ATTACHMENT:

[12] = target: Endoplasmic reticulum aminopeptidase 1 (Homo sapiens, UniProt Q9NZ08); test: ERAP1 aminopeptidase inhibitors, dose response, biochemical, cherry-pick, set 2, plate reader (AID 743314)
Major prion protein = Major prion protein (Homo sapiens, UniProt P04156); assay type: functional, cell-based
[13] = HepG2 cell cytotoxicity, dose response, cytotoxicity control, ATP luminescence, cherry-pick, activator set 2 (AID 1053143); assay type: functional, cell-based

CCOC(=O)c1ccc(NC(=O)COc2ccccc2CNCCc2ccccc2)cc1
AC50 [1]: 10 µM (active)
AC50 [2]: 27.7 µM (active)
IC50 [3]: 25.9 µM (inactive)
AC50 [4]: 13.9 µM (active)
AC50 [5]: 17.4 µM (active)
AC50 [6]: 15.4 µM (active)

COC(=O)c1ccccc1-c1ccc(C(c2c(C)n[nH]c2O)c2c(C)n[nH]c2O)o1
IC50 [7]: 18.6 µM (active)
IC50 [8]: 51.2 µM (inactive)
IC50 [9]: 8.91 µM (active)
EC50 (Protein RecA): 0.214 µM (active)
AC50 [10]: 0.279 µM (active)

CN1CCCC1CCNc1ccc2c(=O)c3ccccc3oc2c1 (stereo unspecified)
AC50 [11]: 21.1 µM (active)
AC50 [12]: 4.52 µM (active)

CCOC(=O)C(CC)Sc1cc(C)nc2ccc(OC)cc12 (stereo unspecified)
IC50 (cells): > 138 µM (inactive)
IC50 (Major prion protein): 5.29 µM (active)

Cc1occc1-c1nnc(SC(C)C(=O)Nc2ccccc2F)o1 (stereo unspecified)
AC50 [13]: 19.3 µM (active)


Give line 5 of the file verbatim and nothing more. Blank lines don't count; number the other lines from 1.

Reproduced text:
AC50 [1]: 10 µM (active)